Musician Biographies » The Rolling Stones » Stones on Top - New Management, Aftermath Of Success, 1967, Recovery Records, Rock And Roll Circus, Brian's Sad Decline

Stones on Top - 1967

band album andrew brian

By 1967, Brian's involvement with the band was shrinking, and Mick and Keith were becoming first-class songwriters in league with heavyweights like John Lennon and Paul McCartney of the Beatles. There were many changes taking place for the band around this time, and at the end of the year, a whole new Rolling Stones would emerge.

To start with, their album Between the Buttons was the last one that credited Andrew Loog Oldham as producer. He had been behind the boards for all of their recordings up until this point, but by this time, he was finding that they didn't need him anymore. On September 14, the band released a statement that they had officially parted ways with Andrew Loog Oldham, leaving Allen Klein as their sole manager.

Toward the end of that year, they released another album, Their Satanic Majesties Request. The sinisterly titled album was unlike anything the Stones had ever done, and without Andrew, they decided to simply produce it themselves. Stones purists did not like the album all that much and many critics thought it was confused sounding. Critics today believe, however, that it was a revolution in sound.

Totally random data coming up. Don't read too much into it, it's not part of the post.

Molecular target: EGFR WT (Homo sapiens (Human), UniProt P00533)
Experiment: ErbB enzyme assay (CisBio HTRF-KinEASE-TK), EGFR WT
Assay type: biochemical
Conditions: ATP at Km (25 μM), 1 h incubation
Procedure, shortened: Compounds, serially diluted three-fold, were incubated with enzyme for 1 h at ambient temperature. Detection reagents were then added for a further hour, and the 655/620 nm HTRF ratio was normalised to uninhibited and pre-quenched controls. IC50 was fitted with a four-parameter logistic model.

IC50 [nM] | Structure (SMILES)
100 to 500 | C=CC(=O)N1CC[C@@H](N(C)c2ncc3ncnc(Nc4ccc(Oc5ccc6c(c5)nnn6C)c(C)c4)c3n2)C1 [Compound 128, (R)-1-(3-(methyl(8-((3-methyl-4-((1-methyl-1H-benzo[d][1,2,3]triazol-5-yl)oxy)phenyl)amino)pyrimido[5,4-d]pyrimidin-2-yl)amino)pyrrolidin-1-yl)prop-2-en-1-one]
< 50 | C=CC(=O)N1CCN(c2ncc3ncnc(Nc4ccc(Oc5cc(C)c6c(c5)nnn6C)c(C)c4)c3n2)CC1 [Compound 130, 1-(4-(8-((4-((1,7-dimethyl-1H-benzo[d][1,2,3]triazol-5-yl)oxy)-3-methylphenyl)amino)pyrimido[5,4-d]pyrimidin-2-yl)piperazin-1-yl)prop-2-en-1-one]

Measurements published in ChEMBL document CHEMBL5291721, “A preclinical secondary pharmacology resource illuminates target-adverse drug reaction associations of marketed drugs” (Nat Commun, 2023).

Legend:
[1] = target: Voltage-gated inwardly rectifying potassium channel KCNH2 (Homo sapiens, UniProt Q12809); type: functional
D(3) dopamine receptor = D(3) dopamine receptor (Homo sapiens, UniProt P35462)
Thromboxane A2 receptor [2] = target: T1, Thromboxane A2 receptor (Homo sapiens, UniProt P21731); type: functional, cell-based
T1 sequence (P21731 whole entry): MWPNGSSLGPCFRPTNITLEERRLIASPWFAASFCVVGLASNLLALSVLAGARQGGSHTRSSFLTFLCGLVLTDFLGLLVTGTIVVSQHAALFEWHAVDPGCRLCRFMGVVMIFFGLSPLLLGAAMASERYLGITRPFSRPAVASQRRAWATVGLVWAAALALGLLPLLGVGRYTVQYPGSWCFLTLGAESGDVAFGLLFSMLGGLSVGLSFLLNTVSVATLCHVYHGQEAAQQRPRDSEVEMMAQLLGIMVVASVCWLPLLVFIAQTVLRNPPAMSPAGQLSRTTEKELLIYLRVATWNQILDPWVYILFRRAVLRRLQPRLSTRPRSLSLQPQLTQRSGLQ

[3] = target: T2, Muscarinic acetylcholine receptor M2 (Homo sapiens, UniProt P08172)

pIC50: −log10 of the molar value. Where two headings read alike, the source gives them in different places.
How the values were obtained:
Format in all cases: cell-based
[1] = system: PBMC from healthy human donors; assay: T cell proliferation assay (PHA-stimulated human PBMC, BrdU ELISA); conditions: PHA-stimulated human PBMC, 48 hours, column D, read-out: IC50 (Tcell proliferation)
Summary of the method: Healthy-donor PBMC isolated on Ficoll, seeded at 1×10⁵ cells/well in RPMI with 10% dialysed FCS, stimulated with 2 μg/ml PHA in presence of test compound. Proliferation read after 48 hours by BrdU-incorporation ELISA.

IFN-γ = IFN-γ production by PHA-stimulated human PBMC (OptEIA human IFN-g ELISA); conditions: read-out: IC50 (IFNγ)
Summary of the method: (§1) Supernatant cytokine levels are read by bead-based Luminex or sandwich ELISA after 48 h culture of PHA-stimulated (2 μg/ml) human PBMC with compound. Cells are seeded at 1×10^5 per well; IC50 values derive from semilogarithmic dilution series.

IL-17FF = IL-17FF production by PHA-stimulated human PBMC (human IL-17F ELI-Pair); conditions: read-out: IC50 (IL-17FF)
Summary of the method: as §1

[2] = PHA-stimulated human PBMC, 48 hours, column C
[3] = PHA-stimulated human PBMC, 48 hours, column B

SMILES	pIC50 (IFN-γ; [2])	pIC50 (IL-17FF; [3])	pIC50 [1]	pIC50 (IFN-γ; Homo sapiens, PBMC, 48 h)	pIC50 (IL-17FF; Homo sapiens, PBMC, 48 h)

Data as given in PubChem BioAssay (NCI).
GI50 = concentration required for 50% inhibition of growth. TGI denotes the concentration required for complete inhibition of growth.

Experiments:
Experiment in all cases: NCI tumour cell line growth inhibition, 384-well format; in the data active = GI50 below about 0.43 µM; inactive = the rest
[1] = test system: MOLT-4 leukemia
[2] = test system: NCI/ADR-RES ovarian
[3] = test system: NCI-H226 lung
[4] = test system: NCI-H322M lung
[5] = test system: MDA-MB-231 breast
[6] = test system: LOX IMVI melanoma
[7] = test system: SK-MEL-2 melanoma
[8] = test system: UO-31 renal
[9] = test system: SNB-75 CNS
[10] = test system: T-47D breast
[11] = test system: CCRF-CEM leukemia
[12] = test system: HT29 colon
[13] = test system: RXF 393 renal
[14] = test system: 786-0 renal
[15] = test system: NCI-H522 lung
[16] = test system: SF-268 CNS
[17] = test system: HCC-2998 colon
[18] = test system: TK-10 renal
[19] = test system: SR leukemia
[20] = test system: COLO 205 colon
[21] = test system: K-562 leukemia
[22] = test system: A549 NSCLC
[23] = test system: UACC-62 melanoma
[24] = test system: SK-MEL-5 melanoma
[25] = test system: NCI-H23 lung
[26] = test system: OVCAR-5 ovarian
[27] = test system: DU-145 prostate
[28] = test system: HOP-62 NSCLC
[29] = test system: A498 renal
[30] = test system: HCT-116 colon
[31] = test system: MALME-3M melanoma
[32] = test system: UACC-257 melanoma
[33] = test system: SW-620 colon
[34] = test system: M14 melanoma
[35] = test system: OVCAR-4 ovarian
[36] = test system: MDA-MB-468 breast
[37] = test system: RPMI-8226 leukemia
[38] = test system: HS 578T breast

To many, it seemed like the Stones were trying to cash in on the popularity of the psychedelic sounds the Beatles had made popular with Sgt. Pepper's Lonely Hearts Club Band, and it looked like the Stones had really lost their sure footing. People thought they were too experimental and too different—they even had Bill Wyman singing lead vocals on one track! Today, as is often the case, the album is looked at as a fresh, original diamond in the rough, but at the time, it was a bit of a failure.

Not only were the Stones not seeing eye-to-eye with the public, tensions within the band were reaching a new high. Brian's girlfriend, Anita, had decided to run off with Keith, and the two band mates, who had once been like a right and left hand as guitarists, were no longer speaking. Now that Keith was not getting along with Brian, he and Mick were even closer than before, and it was crystal clear whose band the Rolling Stones was.

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